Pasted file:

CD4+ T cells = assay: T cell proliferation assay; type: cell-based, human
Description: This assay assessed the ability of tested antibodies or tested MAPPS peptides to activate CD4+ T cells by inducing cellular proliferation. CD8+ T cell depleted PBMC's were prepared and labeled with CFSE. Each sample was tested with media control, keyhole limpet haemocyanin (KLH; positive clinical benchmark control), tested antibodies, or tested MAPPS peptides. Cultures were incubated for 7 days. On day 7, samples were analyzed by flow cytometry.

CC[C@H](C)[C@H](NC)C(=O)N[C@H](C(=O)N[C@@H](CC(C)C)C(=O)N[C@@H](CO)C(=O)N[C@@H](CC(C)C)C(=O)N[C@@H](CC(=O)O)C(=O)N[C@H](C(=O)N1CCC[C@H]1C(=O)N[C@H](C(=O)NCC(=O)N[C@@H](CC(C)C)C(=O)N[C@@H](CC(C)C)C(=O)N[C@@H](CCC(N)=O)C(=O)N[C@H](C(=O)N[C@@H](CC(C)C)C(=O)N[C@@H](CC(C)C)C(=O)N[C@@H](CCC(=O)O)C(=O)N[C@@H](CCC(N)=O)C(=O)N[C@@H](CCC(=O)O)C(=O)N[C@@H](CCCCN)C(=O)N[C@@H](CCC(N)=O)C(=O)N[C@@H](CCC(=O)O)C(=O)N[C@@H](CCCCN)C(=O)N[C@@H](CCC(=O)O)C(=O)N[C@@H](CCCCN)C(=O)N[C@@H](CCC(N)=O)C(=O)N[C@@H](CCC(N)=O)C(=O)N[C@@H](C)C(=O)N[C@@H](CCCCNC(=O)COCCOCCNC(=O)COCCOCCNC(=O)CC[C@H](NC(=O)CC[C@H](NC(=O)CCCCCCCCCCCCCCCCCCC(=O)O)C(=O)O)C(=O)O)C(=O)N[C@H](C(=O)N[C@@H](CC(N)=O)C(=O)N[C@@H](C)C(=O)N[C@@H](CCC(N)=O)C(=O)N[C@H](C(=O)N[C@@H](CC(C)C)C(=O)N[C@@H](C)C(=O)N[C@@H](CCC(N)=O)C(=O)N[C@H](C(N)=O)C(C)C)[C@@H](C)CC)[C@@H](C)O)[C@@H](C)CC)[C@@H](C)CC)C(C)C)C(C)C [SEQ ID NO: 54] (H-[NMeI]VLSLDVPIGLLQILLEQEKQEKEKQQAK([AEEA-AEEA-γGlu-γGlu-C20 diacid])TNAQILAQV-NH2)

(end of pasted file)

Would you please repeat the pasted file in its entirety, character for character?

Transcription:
CD4+ T cells = assay: T cell proliferation assay; type: cell-based, human
Description: This assay assessed the ability of tested antibodies or tested MAPPS peptides to activate CD4+ T cells by inducing cellular proliferation. CD8+ T cell depleted PBMC's were prepared and labeled with CFSE. Each sample was tested with media control, keyhole limpet haemocyanin (KLH; positive clinical benchmark control), tested antibodies, or tested MAPPS peptides. Cultures were incubated for 7 days. On day 7, samples were analyzed by flow cytometry.

CC[C@H](C)[C@H](NC)C(=O)N[C@H](C(=O)N[C@@H](CC(C)C)C(=O)N[C@@H](CO)C(=O)N[C@@H](CC(C)C)C(=O)N[C@@H](CC(=O)O)C(=O)N[C@H](C(=O)N1CCC[C@H]1C(=O)N[C@H](C(=O)NCC(=O)N[C@@H](CC(C)C)C(=O)N[C@@H](CC(C)C)C(=O)N[C@@H](CCC(N)=O)C(=O)N[C@H](C(=O)N[C@@H](CC(C)C)C(=O)N[C@@H](CC(C)C)C(=O)N[C@@H](CCC(=O)O)C(=O)N[C@@H](CCC(N)=O)C(=O)N[C@@H](CCC(=O)O)C(=O)N[C@@H](CCCCN)C(=O)N[C@@H](CCC(N)=O)C(=O)N[C@@H](CCC(=O)O)C(=O)N[C@@H](CCCCN)C(=O)N[C@@H](CCC(=O)O)C(=O)N[C@@H](CCCCN)C(=O)N[C@@H](CCC(N)=O)C(=O)N[C@@H](CCC(N)=O)C(=O)N[C@@H](C)C(=O)N[C@@H](CCCCNC(=O)COCCOCCNC(=O)COCCOCCNC(=O)CC[C@H](NC(=O)CC[C@H](NC(=O)CCCCCCCCCCCCCCCCCCC(=O)O)C(=O)O)C(=O)O)C(=O)N[C@H](C(=O)N[C@@H](CC(N)=O)C(=O)N[C@@H](C)C(=O)N[C@@H](CCC(N)=O)C(=O)N[C@H](C(=O)N[C@@H](CC(C)C)C(=O)N[C@@H](C)C(=O)N[C@@H](CCC(N)=O)C(=O)N[C@H](C(N)=O)C(C)C)[C@@H](C)CC)[C@@H](C)O)[C@@H](C)CC)[C@@H](C)CC)C(C)C)C(C)C [SEQ ID NO: 54] (H-[NMeI]VLSLDVPIGLLQILLEQEKQEKEKQQAK([AEEA-AEEA-γGlu-γGlu-C20 diacid])TNAQILAQV-NH2)